Epoxy is not cured - gummy

building my first boat.  Applied epoxy in cold conditions, but kept a heater on in garage for a few days.  It has now been six days and epoxy is still not cured enough to sand.  The mix was correct.  I am concerned the temperature was too low for proper curing.  When sanding it does not powder off, but rolls into small balls.  Will this eventually cure or am I in trouble?

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RE: Epoxy is not cured - gummy

this does not sound good.  but before we go there, what has been the temperature for the six days?

and when you said 'applied epoxy'....were you glassing something....just coating something with epoxy...  can you be a bit more specific about what you were epoxying/sanding and how much area is affected?

also, if you kept the mixing cup for the epoxy and you bring it inside a warm house for a day (70 degrees or more) ...does the epoxy in the mixing cup harden?

that will help us help you.



RE: Epoxy is not cured - gummy

How cold, exactly? 

Epoxy is an exothermic reaction; it needs to generate heat to activate.  No matter which brand of epoxy, the chemistry pretty much grinds to a halt once you dip below 60 degrees F.  One epoxy chemist told me that the cure time doubles for every ten degrees below 78F.  (That was some years ago.  I think most of the low-viscosity brands have goosed the blend for faster activation, including MAS.  But I still consider 60 degrees to be the absolute floor.)

REAL freezing temps, in the 30's or below, really seem to damage the epoxy.  I've seen epoxy that was frozen subsequently refuse to cure at any temperature.

Epoxy applied in the marginal zone, 45-60 degrees F, is going to take ages to activate (and may NEVER reach a full-strength cure if action isn't taken).  

Fortunately the fix is simple:  Cook your boat.  Pull a plastic sheet over the assembly, aim a space heater under this tent, and get it up to 80 or 90 degrees in there. Or even more. And keep it there for 24 hours at least, longer if you can.  Then let it cool back down. If the epoxy was in fact mixed properly, it'll be good to go at that point.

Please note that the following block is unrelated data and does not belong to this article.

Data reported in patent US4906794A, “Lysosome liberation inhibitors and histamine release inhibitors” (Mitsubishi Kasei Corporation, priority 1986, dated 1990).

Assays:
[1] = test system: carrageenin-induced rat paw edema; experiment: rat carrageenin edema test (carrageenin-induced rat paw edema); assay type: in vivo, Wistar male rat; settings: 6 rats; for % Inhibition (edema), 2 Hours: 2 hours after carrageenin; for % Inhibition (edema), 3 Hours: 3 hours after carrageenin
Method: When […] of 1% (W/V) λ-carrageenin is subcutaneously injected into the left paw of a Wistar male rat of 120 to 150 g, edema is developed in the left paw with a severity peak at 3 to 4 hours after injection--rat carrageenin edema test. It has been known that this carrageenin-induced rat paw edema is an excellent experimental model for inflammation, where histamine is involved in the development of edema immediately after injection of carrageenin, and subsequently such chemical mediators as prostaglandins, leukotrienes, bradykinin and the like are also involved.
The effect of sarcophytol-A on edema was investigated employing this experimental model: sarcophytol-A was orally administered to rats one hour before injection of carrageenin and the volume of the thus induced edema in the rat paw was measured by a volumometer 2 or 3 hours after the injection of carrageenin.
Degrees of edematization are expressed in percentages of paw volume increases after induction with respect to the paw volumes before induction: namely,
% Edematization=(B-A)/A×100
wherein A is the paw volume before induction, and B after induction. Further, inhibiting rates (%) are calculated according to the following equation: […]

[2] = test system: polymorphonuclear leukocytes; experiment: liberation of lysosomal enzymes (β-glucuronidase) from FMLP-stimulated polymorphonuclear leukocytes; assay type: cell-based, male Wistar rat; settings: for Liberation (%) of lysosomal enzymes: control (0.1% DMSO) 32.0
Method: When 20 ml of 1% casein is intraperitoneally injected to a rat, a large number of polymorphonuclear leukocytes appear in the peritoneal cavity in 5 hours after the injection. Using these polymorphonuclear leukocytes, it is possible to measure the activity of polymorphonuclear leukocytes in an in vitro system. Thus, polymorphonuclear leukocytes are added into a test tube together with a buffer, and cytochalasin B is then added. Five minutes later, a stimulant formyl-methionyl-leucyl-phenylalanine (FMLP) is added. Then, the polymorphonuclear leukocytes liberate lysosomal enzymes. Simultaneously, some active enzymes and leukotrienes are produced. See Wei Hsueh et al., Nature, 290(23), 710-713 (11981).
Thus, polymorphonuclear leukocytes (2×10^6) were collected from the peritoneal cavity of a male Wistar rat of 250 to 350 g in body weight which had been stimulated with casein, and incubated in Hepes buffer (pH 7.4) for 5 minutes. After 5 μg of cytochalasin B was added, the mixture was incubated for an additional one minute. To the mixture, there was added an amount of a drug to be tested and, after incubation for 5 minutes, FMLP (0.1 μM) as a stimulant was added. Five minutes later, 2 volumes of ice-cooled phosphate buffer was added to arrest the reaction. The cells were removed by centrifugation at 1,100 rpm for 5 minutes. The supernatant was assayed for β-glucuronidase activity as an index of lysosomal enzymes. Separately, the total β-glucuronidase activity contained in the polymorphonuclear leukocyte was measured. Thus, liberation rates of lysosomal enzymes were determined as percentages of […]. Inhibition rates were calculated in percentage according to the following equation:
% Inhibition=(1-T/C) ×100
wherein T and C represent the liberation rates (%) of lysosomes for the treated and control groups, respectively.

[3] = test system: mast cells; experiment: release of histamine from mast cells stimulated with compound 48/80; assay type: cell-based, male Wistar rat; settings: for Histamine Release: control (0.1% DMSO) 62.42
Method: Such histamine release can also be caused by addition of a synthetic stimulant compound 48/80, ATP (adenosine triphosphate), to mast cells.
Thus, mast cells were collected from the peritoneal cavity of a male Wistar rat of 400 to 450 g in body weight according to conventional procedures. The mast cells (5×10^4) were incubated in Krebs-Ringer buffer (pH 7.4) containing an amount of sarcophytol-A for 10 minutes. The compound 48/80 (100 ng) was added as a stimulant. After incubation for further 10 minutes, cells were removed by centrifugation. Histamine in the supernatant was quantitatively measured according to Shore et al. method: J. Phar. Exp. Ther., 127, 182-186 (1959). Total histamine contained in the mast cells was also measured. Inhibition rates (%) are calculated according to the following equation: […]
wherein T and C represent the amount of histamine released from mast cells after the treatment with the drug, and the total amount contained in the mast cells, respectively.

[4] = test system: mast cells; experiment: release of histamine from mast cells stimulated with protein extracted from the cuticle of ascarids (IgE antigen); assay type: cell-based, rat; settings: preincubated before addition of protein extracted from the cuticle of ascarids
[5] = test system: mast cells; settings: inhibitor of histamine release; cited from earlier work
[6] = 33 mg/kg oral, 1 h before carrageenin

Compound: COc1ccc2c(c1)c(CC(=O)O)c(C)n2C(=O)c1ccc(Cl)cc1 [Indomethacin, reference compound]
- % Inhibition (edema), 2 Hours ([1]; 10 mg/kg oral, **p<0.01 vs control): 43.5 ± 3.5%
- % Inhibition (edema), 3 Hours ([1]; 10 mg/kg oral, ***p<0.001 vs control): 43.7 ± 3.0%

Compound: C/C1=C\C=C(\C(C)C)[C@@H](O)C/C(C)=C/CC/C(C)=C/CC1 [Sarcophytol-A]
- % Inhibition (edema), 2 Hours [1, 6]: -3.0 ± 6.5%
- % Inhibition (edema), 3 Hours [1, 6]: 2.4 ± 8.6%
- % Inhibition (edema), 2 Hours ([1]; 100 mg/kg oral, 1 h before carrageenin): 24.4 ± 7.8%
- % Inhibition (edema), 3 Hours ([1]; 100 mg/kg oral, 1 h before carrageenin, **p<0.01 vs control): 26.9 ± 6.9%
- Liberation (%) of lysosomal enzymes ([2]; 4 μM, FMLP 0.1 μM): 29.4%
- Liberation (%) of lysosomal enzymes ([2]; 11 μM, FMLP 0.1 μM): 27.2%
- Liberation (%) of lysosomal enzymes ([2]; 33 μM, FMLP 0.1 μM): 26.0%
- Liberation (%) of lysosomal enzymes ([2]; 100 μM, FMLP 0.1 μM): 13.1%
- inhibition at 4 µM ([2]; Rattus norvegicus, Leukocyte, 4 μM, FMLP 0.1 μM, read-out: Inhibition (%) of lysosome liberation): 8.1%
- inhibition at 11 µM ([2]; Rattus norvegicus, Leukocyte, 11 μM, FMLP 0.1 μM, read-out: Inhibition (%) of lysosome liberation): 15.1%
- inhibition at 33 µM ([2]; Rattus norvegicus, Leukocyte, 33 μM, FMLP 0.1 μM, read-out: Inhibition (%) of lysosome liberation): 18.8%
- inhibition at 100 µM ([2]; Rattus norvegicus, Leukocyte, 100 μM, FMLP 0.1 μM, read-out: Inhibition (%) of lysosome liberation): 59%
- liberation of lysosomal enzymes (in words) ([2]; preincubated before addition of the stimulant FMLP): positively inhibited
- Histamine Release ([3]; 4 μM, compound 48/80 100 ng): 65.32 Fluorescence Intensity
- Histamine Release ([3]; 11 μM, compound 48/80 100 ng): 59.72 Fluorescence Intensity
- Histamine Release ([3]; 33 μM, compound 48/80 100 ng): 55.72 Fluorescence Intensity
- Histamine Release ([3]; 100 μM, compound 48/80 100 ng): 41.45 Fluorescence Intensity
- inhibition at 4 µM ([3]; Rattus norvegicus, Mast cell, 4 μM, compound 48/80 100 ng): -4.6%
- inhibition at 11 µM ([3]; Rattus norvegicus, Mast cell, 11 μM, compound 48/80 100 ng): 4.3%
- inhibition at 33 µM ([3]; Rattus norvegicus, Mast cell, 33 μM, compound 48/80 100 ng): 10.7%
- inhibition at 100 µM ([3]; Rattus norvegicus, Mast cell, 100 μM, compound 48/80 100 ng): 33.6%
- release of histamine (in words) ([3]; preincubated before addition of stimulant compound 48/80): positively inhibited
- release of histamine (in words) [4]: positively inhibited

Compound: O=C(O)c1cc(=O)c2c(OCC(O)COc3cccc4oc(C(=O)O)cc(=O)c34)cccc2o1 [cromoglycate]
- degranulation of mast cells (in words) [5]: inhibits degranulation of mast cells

You need to think about temperatures in your workspace as a bigger issue than a satisfactory reading on the wall thermometer. A common failure mode I've observed is that the builder heads out into the shop and the thermometer on the wall reads 40, so the heat is cranked.  The thermometer drifts upwards:  56, 57, 58.  Impatiently, epoxy is mixed and applied.  But the BOAT ITSELF is still only 48 degrees!  The epoxy chills the moment it hits the surface, slowing the chemical chain reaction nearly to a halt and, at best, resulting in weak bonds.  

If you have to live with a cold shop, it's more important to keep your jugs of epoxy and the boat itself warm than it is to keep the ambient air temperature up.  Keep the epoxy inside, or keep a light bulb trained on the epoxy jugs so that they stay at a balmy 75-80 degrees.  And use a cheap plastic drop cloth as a tent to keep the boat itself warm.

More on epoxy and cold weather here.

If cooking your boat doesn't solve the problem, we'll have to revisit the possibility of a bad mix. Hey, I've made more bad batches than I can count, and I ought know better!

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